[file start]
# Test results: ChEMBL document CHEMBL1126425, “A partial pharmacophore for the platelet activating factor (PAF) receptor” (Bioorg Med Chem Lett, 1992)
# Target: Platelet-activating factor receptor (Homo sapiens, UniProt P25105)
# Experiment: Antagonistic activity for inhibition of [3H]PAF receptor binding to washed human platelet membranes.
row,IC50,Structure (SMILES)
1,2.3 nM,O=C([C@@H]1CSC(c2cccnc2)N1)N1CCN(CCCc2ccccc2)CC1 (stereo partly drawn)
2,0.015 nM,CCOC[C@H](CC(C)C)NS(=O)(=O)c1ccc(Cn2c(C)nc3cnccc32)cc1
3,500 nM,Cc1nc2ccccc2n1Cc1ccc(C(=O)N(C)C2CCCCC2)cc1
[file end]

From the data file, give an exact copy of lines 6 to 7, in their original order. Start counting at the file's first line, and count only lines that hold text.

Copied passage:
2,0.015 nM,CCOC[C@H](CC(C)C)NS(=O)(=O)c1ccc(Cn2c(C)nc3cnccc32)cc1
3,500 nM,Cc1nc2ccccc2n1Cc1ccc(C(=O)N(C)C2CCCCC2)cc1